Of course you follow all privacy regulations and you make sure you keep all personal data that's being collected in your research safe. You know this, we know this, but do your respondents know this as well? Don't just keep the data safe, let respondents know you are doing this so they know they can trust you. That doesn't just help your relationship to the respondents, it also increases chances of more people responding to your survey. Here are some best practices:
- Inform respondents in a detailed way on how you handle the personal data they give to you. Add a privacy statement to the survey, for example.
- Think about what personal data you truly need in order to gain the insights you want to acquire. If you have no need of splitting your research results between gender, or if you have no interest at all in how older people have different responses on certain questions then young people do, then don't collect this data at all. Simply limit your data to those things you actually need to know.
- If you want to collect a certain type of personal data, but it is not vital to collect it from all respondents, consider to give an option to not answer the question. Having the option to choose what data you want to share is privacy friendly for respondents, it also ensures that people that do not want to give out certain information, still fill out the rest of the questionnaire.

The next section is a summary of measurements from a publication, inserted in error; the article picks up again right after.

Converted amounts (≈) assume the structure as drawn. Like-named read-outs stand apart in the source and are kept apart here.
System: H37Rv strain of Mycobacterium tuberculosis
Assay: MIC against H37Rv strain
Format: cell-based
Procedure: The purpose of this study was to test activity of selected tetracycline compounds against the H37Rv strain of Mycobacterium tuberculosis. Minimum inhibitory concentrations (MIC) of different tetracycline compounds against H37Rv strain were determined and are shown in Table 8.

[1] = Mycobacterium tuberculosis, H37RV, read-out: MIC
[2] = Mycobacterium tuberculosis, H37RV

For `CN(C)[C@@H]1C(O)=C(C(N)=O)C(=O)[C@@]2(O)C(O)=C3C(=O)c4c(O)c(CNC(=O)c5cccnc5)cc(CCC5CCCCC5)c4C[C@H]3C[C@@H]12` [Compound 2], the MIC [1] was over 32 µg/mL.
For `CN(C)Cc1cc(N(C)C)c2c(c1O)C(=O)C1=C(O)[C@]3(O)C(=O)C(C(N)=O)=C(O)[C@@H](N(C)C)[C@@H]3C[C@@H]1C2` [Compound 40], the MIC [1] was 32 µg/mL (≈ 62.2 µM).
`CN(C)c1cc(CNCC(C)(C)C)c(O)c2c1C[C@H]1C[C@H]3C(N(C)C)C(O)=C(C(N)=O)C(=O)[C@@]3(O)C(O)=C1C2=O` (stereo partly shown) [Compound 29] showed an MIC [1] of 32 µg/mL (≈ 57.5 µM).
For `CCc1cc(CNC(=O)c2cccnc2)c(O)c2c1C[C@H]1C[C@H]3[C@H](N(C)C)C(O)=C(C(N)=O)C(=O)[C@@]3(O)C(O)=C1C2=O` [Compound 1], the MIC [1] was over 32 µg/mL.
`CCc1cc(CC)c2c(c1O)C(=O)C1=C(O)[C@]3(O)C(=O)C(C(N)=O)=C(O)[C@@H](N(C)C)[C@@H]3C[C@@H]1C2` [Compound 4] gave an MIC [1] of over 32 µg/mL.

- Set retention periods and follow-up actions like pseudonimization, anonimization or deletion. Let your respondents know for what period of time you will keep their data and what happens with it afterwards.
- If there is personal data you want to collect that goes beyond the standard information like age or city, explain briefly why you need this information.
- Last but not least, be aware of all legal privacy requirements and obligations that apply to you and your project, and communicate to your respondents in what manner you are following these regulations.